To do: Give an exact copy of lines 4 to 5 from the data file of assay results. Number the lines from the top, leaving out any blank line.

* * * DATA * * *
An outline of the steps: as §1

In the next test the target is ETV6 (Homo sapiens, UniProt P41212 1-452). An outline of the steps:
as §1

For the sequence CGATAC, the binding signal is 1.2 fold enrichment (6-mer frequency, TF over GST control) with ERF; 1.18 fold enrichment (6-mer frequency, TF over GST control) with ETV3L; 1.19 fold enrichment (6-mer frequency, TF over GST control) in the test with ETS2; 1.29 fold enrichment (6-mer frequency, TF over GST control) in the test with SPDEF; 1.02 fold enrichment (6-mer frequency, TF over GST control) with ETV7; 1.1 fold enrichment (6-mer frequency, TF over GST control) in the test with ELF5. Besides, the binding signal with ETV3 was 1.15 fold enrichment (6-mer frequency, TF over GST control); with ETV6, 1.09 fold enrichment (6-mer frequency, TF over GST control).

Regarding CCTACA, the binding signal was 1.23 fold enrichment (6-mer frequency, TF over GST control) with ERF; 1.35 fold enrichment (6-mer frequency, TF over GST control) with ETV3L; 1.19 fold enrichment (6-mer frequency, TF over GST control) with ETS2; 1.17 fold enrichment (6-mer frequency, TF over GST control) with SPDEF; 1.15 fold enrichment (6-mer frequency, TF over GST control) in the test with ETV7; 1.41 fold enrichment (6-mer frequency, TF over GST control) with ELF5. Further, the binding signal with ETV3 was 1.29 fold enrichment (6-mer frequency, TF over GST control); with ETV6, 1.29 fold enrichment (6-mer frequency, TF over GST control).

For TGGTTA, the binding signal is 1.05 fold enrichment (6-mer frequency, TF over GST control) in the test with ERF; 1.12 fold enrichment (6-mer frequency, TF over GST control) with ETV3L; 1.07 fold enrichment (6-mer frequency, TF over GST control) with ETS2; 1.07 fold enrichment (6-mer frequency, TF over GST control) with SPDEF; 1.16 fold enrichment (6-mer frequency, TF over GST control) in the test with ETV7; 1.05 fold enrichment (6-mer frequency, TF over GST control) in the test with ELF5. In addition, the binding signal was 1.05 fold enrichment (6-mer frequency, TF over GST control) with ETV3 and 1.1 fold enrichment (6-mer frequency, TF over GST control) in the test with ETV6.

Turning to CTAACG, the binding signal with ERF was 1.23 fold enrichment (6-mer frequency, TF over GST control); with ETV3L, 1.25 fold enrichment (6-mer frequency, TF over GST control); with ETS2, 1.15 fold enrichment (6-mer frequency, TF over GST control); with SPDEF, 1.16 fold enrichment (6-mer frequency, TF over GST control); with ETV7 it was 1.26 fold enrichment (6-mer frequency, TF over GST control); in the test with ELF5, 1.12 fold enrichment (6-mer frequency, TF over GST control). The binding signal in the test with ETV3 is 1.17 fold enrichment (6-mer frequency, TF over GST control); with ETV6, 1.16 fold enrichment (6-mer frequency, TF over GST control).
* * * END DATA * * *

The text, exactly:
For the sequence CGATAC, the binding signal is 1.2 fold enrichment (6-mer frequency, TF over GST control) with ERF; 1.18 fold enrichment (6-mer frequency, TF over GST control) with ETV3L; 1.19 fold enrichment (6-mer frequency, TF over GST control) in the test with ETS2; 1.29 fold enrichment (6-mer frequency, TF over GST control) in the test with SPDEF; 1.02 fold enrichment (6-mer frequency, TF over GST control) with ETV7; 1.1 fold enrichment (6-mer frequency, TF over GST control) in the test with ELF5. Besides, the binding signal with ETV3 was 1.15 fold enrichment (6-mer frequency, TF over GST control); with ETV6, 1.09 fold enrichment (6-mer frequency, TF over GST control).

Regarding CCTACA, the binding signal was 1.23 fold enrichment (6-mer frequency, TF over GST control) with ERF; 1.35 fold enrichment (6-mer frequency, TF over GST control) with ETV3L; 1.19 fold enrichment (6-mer frequency, TF over GST control) with ETS2; 1.17 fold enrichment (6-mer frequency, TF over GST control) with SPDEF; 1.15 fold enrichment (6-mer frequency, TF over GST control) in the test with ETV7; 1.41 fold enrichment (6-mer frequency, TF over GST control) with ELF5. Further, the binding signal with ETV3 was 1.29 fold enrichment (6-mer frequency, TF over GST control); with ETV6, 1.29 fold enrichment (6-mer frequency, TF over GST control).